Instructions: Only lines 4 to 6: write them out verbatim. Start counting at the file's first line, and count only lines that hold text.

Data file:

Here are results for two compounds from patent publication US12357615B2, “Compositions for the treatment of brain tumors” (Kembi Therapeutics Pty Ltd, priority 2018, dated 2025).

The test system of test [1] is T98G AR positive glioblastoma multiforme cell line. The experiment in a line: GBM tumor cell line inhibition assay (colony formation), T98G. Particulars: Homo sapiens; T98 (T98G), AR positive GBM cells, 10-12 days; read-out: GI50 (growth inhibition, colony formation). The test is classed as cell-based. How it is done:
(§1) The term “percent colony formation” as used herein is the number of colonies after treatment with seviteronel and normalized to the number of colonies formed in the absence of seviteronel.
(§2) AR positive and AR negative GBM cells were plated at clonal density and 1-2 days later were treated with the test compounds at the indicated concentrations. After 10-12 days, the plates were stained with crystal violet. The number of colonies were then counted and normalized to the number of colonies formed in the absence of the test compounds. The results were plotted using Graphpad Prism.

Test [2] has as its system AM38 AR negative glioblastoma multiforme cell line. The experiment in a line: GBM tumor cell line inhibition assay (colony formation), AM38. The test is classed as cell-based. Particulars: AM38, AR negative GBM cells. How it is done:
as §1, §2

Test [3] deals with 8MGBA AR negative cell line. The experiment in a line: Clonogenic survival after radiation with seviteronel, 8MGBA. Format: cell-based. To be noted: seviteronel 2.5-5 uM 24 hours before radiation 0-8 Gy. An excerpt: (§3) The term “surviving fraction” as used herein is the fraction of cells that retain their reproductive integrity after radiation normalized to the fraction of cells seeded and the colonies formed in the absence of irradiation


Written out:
(§2) AR positive and AR negative GBM cells were plated at clonal density and 1-2 days later were treated with the test compounds at the indicated concentrations. After 10-12 days, the plates were stained with crystal violet. The number of colonies were then counted and normalized to the number of colonies formed in the absence of the test compounds. The results were plotted using Graphpad Prism.

Test [2] has as its system AM38 AR negative glioblastoma multiforme cell line. The experiment in a line: GBM tumor cell line inhibition assay (colony formation), AM38. The test is classed as cell-based. Particulars: AM38, AR negative GBM cells. How it is done:
as §1, §2